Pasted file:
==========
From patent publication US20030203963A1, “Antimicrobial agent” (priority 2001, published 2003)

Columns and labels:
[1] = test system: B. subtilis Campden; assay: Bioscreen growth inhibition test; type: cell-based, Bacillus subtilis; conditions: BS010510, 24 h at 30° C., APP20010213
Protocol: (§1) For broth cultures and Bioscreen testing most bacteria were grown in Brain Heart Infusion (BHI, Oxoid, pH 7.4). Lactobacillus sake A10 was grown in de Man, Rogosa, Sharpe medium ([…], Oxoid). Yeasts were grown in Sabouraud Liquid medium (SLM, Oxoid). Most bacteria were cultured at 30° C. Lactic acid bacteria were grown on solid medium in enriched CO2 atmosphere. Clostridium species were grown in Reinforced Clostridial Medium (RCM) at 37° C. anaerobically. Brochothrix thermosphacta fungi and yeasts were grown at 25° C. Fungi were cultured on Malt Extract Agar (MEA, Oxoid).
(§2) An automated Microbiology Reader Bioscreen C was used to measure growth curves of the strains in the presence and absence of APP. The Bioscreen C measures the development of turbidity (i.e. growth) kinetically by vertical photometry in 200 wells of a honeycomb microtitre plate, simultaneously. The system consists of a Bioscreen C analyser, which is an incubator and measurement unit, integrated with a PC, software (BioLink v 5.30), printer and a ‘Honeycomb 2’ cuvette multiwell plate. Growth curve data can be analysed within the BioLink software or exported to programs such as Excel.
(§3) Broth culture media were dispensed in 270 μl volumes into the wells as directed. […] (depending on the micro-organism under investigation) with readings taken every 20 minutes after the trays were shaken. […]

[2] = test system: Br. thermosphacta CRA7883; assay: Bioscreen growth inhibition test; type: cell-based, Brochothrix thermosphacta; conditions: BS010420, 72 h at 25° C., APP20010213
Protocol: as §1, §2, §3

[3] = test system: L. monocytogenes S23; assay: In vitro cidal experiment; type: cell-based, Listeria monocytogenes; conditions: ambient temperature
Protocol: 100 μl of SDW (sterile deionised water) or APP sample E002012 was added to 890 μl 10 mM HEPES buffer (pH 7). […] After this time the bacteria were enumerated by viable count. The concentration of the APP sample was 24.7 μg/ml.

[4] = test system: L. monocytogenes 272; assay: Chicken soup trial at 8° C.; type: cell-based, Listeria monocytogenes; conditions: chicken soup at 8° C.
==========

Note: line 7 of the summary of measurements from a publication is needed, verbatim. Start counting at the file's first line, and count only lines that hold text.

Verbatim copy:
[2] = test system: Br. thermosphacta CRA7883; assay: Bioscreen growth inhibition test; type: cell-based, Brochothrix thermosphacta; conditions: BS010420, 72 h at 25° C., APP20010213